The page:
Reported management of patients with microgastria has ranged from conservative dietary manipulation (small, frequent feedings) to reconstructive gastric surgery. Although few, there are reports that conservative dietary manipulation in patients with significant microgastria has resulted in ultimate tolerance of small, frequent feedings, but patients continue to have long-term growth retardation (8,10). Most reports have shown that over a few years the stomach grows and is better able to accommodate ingested food, and the previously dilated esophagus seems to resume a normal size (1,10). In our patient, malnutrition was prevented by early supplemental jejunal feedings.
Several surgical procedures have been undertaken to permit increased nutritional intake and/or increased gastric capacity. Formation of a gastrostomy or gastroenterostomy has resulted in limited success because of continued GER (9). In 1980 Neifeld et al. (12) reported the construction of a double-lumen jejunal (Hunt-Lawrence) pouch in a patient with congenital microgastria. Originally used in the restoration of gastrointestinal continuity in patients who had undergone total gastrectomy (9), the procedure involves creation of a pouch on the stomach, increasing its cavity size. Since its initial use for microgastria, the Hunt-Lawrence pouch has become the most popular reconstructive surgery for this condition (9,11-15). Unfortunately, patients who undergo this procedure may continue to have poor nutritional outcome (13-15).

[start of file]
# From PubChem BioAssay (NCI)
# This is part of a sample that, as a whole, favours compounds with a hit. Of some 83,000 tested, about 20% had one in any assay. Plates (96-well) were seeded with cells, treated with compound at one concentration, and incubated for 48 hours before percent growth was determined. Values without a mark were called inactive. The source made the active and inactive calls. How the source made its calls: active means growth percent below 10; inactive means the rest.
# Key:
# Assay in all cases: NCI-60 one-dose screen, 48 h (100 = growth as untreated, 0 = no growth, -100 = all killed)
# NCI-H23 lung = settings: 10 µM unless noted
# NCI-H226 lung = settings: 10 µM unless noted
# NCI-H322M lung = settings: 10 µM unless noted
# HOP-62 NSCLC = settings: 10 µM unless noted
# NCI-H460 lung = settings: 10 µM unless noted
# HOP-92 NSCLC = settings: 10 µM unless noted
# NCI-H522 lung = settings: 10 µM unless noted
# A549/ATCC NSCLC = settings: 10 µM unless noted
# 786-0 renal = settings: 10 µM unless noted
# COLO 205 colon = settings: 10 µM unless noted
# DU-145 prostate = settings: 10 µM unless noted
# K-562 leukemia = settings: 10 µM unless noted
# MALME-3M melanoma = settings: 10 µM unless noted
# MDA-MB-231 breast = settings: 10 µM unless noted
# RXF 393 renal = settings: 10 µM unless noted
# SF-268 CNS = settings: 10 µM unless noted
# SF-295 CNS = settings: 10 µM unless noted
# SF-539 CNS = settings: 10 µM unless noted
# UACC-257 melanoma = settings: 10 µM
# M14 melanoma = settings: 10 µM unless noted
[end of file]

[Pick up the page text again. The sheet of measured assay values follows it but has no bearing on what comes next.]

Our patient was initially approached conservatively with small frequent feedings, but was unable to maintain adequate growth and hydration, similar to previously reported patients. Because supplemental gastric feedings could have resulted in increased GER and risk of aspiration, a nasojejunal tube was placed. The patient had good weight gain and growth with supplemental nocturnal feedings, in addition to ad libitum daytime oral feedings. However, during this early period, he was still unable to increase his oral intake sufficiently to maintain his weight gain and growth without supplemental tube feedings, and consequently, a JSLD was surgically placed. Approximately 1 year after the JSLD was placed, the patient was maintaining good weight gain and growth, and his oral intake had increased enough that supplemental jejunal feedings were discontinued. Placement of a jejunal feeding device in patients with microgastria may be a viable alternative to gastric augmentation surgery, especially early in life when stomach growth is not complete. Furthermore, jejunal feedings may allow sufficient time to establish adequate oral intake while stomach growth ensues and yet still permit gastric augmentation surgery in the future should it be required.